All The President’s Men


‘…cemented as a rare film that’s worth more than a footnote in our history books; deftly written ably performed, and for once not sparing on the granular details so few films bother with…’

For all the swagger and boastfulness, it seems that there’s a limited number of Americans who are actually interested in truth and justice; there’s a steady stream of craven cowards who want us to look the other way while the country collapses under the yoke of criminal self-interest. With a deepening crisis showing no signs of being arrested, Bob Woodward and Carl Bernstein are regularly trotted out to remind us that the current ongoing crisis makes Watergate look like small potatoes in comparison. But until Jan 6th 2020, Watergate was the greatest example of illegal government interference in the free world’s everyday life to date. In an era where an ex-president can’t bring himself to condemn 9/11 because of, well, money, it’s time to remind ourselves of how investigating a cover-up can lead us directly to ‘follow the money’ and arresting the criminals themselves.

William Goldman has written about his first draft of the script for Alan J Pakula’s celebrated film about Woodward and Bernstein and the Washington Post’s Watergate investigation; he takes credit for only telling the first half of the story, and in a sombre way that puts the emphasis on the solid detective-work of the reporters. With Robert Redford producing, the script was substantially re-written by Nora Ephron amongst others; there’s a pleasing little scene in which Bernstein (Dustin Hoffman) tricks a secretary into allowing him into an office that feels like Ephron’s work. The result is a complex political situation, skilfully outlined; after the court-case following the Watergate break-in leaves a few strands to pull, WaPo’s dynamic duo spring into action, indefatigably chasing down leads in hotels and car-parks until a far larger conspiracy is revealed. Nixon himself is only seen on tv screens; this is a story that zeroes in on courageous journalists with ‘a taste for the jugular’, and those who were prepared to speak up rather than hide behind specious claims of ‘shabby journalism’, lies and executive privilege.

‘Have you ever heard of loyalty?’ is the ‘only carrying out orders’ defence Woodstein encounter, and nothing has changed today; the criminals loyalty is not to their oath, their country or their party, it’s loyalty to their crimes, fellow criminals and the avoidance of being caught. Both the journalists and their contacts end up fearing for their lives; there’s a memorable scene in which Woodward and Bernstein communicate by typewriter to stop anyone listening in to their conversation. ‘When all of this is done, we’re going to do the same to you.’ is the threatening response they get, and it’s hard not to see the exact parallels with the partisan response of many, but not all of the Republican party to Jan 6th to date. They simply don’t want to know.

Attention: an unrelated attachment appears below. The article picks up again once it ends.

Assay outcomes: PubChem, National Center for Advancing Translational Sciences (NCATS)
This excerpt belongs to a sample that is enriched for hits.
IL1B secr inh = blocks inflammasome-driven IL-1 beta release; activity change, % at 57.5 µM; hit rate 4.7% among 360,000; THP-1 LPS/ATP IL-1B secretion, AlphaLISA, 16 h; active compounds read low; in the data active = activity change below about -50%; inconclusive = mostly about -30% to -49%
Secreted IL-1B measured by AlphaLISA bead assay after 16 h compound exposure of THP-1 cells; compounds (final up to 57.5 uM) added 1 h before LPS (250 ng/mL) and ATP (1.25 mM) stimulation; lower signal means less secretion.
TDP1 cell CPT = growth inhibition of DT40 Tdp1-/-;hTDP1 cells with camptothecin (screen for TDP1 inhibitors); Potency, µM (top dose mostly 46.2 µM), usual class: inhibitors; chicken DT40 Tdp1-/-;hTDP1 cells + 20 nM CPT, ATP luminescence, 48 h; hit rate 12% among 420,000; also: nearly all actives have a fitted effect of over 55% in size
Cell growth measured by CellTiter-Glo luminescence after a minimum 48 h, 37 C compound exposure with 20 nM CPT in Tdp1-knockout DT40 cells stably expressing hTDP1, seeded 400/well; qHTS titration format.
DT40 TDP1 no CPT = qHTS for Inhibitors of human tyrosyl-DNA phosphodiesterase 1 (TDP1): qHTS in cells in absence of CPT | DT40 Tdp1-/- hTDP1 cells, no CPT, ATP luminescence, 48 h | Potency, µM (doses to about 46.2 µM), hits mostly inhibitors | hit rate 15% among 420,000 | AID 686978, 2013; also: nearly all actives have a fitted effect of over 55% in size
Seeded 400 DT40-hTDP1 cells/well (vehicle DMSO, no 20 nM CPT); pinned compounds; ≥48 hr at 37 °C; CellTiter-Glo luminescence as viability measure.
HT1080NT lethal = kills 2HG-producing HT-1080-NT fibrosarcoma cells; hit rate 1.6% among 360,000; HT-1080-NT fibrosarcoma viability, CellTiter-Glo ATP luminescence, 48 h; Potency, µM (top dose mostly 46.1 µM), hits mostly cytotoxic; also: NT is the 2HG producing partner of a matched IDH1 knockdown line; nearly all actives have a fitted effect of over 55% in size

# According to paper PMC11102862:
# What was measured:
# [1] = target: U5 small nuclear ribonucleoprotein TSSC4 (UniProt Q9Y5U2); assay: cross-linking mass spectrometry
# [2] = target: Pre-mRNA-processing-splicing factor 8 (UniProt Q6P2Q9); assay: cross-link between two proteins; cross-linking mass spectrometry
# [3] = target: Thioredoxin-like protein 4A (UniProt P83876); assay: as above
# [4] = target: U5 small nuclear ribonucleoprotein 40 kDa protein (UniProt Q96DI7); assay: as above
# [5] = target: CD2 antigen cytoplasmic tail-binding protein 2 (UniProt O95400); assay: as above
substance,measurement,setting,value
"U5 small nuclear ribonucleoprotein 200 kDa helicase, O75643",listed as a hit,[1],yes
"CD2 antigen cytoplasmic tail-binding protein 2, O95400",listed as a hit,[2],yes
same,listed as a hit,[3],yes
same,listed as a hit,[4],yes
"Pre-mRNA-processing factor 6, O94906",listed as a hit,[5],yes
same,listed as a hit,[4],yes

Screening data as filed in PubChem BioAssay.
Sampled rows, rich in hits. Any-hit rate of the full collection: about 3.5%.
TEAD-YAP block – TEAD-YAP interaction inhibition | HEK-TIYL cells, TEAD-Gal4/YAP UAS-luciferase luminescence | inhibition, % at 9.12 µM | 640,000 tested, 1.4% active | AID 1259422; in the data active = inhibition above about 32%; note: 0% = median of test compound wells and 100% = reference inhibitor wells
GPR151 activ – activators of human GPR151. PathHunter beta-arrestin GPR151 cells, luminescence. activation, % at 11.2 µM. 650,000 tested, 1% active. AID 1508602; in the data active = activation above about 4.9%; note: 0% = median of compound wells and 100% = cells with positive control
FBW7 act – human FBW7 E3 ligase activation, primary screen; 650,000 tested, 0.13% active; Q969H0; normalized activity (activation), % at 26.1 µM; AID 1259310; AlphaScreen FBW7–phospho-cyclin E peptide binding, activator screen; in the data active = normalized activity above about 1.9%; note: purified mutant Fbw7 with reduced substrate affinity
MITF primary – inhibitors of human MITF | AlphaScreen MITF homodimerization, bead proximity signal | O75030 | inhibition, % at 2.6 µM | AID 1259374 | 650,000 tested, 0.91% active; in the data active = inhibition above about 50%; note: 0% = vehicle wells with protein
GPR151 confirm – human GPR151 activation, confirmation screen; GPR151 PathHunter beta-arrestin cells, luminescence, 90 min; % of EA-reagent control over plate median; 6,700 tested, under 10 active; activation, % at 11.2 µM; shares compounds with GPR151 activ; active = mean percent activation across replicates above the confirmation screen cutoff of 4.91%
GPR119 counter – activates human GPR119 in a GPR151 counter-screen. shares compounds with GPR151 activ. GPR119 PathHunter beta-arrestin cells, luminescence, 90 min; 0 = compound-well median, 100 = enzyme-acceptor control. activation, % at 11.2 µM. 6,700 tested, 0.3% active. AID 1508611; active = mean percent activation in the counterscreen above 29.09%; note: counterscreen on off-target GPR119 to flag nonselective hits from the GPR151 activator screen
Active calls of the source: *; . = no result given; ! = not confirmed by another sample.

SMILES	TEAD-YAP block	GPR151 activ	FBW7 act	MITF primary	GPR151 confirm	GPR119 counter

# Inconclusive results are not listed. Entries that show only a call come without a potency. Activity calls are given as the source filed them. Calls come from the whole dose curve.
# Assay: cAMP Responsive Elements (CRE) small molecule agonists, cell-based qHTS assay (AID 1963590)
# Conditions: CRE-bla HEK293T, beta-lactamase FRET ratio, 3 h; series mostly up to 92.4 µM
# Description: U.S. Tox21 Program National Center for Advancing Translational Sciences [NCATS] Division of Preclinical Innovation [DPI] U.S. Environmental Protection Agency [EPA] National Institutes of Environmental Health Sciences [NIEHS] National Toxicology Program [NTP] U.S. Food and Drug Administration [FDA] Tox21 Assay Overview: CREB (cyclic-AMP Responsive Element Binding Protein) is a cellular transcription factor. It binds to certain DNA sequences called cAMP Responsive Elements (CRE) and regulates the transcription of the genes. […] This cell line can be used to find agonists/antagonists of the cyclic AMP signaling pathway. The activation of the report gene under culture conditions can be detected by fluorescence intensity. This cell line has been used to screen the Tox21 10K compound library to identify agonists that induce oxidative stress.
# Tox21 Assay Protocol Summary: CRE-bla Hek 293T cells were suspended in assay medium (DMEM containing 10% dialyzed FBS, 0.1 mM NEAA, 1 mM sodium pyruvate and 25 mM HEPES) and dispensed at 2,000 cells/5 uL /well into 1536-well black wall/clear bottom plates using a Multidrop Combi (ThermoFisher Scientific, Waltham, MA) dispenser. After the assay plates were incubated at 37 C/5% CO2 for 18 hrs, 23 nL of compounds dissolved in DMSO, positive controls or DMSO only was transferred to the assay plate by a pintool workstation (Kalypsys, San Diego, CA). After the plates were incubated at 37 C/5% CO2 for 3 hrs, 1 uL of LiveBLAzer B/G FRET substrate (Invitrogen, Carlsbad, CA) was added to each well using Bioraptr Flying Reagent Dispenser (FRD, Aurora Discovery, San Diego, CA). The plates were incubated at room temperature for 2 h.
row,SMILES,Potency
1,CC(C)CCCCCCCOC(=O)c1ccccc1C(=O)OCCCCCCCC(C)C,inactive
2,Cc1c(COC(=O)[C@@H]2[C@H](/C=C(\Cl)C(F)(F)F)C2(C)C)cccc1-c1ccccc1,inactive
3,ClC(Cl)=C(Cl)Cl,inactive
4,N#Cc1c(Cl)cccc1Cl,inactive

Director Alan J Pakula didn’t live to see the year 2000; he died in a freak car accident on the Long Island Expressway in 1998. If he’d lived longer, he’d have seen All the President’s Men cemented as a rare film that’s worth more than a footnote in our history books; deftly written ably performed, and for once not sparing on the granular details so few films bother with. The ‘rat-f**king’ black-ops department that ignored the law to covertly persecute their political opponents hopefully reached a nadir under cancerous era of Trump, but with the current optics of him attempting to run the country from a shadow government in the back room of a tacky golf-club, things are unlikely to improve. The importance of history is that we learn from rather than sentimentalise or eulogise it; otherwise the democracy and freedom that we once cherished will be rapidly consigned to the dustbin of history.


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  1. Finally, finally, finally got around to watching this last night.

    As good as advertised. I love this journalistic thrillers.

    Redford and Hoffman are great – a film for grown-ups that doesn’t shy away from the complications of Watergate.

    And so, so much that resonates today!

    • If only we had such drama going on these days…oh wait!

      Totally agree. Not dumbed down; Goldman’s writing on how this film was created is valuable. Complex political matters, drawn from the headlines, but the film is anything but slapdash.

      There’s a lot of debate right now about where political prosecution leaves us; I’d be keen to see film-makers if this calibre tackle the current era. Woodward notes that today’s headlines look Watergate look tame and he’s right. Film like this ensure we don’t forget what happened, but we’re hunting bigger and more dangerous fish these days.

      Congrats on watching a classic!

  2. I have to agree with tarantulatantrum. I was a fan of Pakula but Parallax View and Klute were my favourites. There is nothing wrong with All the President’s Men but it didn’t have the impact of Nixon’s resignation speech in 1974 for me. It’s a long time ago but I suspect I read the book or at least parts of it before I saw the film.